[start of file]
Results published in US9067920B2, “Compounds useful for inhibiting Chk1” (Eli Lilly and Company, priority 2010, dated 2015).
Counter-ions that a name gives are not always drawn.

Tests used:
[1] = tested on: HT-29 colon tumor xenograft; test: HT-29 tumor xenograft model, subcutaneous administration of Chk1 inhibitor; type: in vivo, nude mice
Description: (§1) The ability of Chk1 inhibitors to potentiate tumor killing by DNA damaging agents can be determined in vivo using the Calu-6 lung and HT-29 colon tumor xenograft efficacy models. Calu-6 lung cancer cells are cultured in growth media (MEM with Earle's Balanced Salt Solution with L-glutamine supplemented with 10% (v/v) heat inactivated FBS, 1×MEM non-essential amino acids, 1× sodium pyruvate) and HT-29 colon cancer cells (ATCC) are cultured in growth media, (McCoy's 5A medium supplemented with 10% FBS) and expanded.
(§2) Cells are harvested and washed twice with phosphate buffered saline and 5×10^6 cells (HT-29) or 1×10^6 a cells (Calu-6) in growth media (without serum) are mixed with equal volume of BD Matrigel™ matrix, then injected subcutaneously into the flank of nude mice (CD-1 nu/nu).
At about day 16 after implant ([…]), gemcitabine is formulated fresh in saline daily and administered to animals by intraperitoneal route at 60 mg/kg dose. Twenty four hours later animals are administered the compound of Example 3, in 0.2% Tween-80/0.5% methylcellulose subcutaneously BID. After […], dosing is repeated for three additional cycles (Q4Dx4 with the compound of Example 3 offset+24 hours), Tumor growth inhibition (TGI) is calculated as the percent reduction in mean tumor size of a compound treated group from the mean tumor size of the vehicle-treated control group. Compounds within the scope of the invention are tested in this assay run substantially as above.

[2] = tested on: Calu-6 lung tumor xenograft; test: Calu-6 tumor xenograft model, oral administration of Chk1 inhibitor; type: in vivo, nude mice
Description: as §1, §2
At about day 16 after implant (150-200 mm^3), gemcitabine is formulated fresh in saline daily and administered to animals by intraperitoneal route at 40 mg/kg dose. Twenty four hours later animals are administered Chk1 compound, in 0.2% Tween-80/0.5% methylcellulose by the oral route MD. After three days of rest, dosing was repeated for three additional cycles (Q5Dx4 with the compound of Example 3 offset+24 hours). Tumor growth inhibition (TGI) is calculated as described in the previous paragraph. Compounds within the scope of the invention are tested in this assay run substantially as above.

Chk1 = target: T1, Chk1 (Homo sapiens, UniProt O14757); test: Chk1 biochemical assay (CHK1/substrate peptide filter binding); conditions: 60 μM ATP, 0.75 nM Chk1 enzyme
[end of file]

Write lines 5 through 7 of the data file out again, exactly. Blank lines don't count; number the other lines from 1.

Description: (§1) The ability of Chk1 inhibitors to potentiate tumor killing by DNA damaging agents can be determined in vivo using the Calu-6 lung and HT-29 colon tumor xenograft efficacy models. Calu-6 lung cancer cells are cultured in growth media (MEM with Earle's Balanced Salt Solution with L-glutamine supplemented with 10% (v/v) heat inactivated FBS, 1×MEM non-essential amino acids, 1× sodium pyruvate) and HT-29 colon cancer cells (ATCC) are cultured in growth media, (McCoy's 5A medium supplemented with 10% FBS) and expanded.
(§2) Cells are harvested and washed twice with phosphate buffered saline and 5×10^6 cells (HT-29) or 1×10^6 a cells (Calu-6) in growth media (without serum) are mixed with equal volume of BD Matrigel™ matrix, then injected subcutaneously into the flank of nude mice (CD-1 nu/nu).
At about day 16 after implant ([…]), gemcitabine is formulated fresh in saline daily and administered to animals by intraperitoneal route at 60 mg/kg dose. Twenty four hours later animals are administered the compound of Example 3, in 0.2% Tween-80/0.5% methylcellulose subcutaneously BID. After […], dosing is repeated for three additional cycles (Q4Dx4 with the compound of Example 3 offset+24 hours), Tumor growth inhibition (TGI) is calculated as the percent reduction in mean tumor size of a compound treated group from the mean tumor size of the vehicle-treated control group. Compounds within the scope of the invention are tested in this assay run substantially as above.